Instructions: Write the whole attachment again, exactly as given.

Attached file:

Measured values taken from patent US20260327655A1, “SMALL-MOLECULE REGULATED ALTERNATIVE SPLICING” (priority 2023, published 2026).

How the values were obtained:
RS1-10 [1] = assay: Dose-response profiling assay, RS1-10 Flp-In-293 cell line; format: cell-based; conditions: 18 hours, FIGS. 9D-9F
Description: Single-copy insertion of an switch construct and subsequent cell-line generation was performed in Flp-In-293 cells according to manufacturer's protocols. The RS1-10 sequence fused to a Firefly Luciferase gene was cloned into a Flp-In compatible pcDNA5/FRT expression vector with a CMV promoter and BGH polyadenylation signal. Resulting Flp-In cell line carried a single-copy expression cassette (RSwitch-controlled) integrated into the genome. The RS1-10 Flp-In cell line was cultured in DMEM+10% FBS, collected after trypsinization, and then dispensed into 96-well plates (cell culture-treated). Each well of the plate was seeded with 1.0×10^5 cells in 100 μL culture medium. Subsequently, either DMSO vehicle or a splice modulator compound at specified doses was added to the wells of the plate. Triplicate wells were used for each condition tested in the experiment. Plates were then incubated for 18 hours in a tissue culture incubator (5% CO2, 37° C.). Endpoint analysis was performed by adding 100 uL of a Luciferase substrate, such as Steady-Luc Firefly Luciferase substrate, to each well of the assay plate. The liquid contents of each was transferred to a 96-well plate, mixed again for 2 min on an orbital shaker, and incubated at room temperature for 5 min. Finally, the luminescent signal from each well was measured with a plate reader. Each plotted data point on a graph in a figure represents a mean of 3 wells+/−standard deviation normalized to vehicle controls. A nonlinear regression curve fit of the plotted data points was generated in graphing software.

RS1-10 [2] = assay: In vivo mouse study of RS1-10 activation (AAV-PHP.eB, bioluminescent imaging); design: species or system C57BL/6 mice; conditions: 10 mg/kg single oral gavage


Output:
Measured values taken from patent US20260327655A1, “SMALL-MOLECULE REGULATED ALTERNATIVE SPLICING” (priority 2023, published 2026).

How the values were obtained:
RS1-10 [1] = assay: Dose-response profiling assay, RS1-10 Flp-In-293 cell line; format: cell-based; conditions: 18 hours, FIGS. 9D-9F
Description: Single-copy insertion of an switch construct and subsequent cell-line generation was performed in Flp-In-293 cells according to manufacturer's protocols. The RS1-10 sequence fused to a Firefly Luciferase gene was cloned into a Flp-In compatible pcDNA5/FRT expression vector with a CMV promoter and BGH polyadenylation signal. Resulting Flp-In cell line carried a single-copy expression cassette (RSwitch-controlled) integrated into the genome. The RS1-10 Flp-In cell line was cultured in DMEM+10% FBS, collected after trypsinization, and then dispensed into 96-well plates (cell culture-treated). Each well of the plate was seeded with 1.0×10^5 cells in 100 μL culture medium. Subsequently, either DMSO vehicle or a splice modulator compound at specified doses was added to the wells of the plate. Triplicate wells were used for each condition tested in the experiment. Plates were then incubated for 18 hours in a tissue culture incubator (5% CO2, 37° C.). Endpoint analysis was performed by adding 100 uL of a Luciferase substrate, such as Steady-Luc Firefly Luciferase substrate, to each well of the assay plate. The liquid contents of each was transferred to a 96-well plate, mixed again for 2 min on an orbital shaker, and incubated at room temperature for 5 min. Finally, the luminescent signal from each well was measured with a plate reader. Each plotted data point on a graph in a figure represents a mean of 3 wells+/−standard deviation normalized to vehicle controls. A nonlinear regression curve fit of the plotted data points was generated in graphing software.

RS1-10 [2] = assay: In vivo mouse study of RS1-10 activation (AAV-PHP.eB, bioluminescent imaging); design: species or system C57BL/6 mice; conditions: 10 mg/kg single oral gavage